Mr. Brannan continued with the forecast and announced that Dorian had become a category 4. "Extremely dangerous conditions - possibility of hurricane conditions extending well inward along portions of the peninsular," he advised.

He continued, "Isolated areas could see as much as 18 inches of rain, with wide spread totals of 6 to 12 inches expected."

Next, the NHC's storm surge expert came on the line. Storm surge is critical in calling for evacuations.

An EOC person called in and said folks are waiting on surge figures before calling for evacuations and was advised that information would "be out maybe tomorrow."

The NHC was predicting a storm surge of "10 feet plus" where the storm hit land.

Florida's Director of Emergency Management, Jared Moskowitz, came back on the line and told Florida, "One thing I want to address with the counties, we're not going to tell you guys when to pull the trigger on evacuations. Those decisions are made locally."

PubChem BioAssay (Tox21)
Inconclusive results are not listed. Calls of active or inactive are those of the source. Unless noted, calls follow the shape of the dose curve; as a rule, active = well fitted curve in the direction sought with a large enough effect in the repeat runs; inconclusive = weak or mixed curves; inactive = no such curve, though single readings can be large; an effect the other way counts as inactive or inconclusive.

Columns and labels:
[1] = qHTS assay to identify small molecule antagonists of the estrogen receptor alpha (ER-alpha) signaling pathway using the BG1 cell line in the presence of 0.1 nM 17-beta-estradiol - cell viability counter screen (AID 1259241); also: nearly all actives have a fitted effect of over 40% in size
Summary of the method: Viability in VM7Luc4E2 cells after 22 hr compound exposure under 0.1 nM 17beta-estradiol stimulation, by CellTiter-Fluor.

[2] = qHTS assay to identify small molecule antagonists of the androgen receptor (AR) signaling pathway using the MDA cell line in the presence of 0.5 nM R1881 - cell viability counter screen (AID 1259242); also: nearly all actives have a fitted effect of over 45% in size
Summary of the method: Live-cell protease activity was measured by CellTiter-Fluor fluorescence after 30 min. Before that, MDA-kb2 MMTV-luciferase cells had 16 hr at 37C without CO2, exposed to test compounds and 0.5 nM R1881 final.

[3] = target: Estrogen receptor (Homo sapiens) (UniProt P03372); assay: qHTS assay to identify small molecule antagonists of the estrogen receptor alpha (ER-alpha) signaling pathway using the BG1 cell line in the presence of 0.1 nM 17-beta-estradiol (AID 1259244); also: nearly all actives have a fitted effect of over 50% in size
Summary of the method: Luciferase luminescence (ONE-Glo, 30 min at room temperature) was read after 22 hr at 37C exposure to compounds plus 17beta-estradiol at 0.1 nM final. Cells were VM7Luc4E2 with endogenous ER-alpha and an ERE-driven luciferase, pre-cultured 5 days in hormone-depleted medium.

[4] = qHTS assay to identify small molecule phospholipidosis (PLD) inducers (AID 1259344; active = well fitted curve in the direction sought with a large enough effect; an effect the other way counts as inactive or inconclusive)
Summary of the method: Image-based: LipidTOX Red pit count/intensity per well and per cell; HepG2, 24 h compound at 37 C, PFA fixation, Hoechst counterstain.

He added, "Labor Day Weekend is cancelled."

Everybody chuckled.

NOAA rain event map (valid August 31, 8 am).
The latest NOAA rain event map (valid August 31, 8 am).

Director Moskowitz said that Florida Emergency Management secures charter busses for underserved populations that need to be evacuated. "Those needs have to be requested."

Director Moskowitz announced to North Florida counties that he was looking for staging areas. "I've got a lot of stuff coming into the state. I've got fuel. I've got –unintelligible. I need staging areas. I know Columbia is on the phone. I know you are right there on the edge of things right now Shane [Columbia County EOC Director, Shane Morgan]. If I could get to the airport. There are all kind of places up there that I need some help with if you can get me a spot."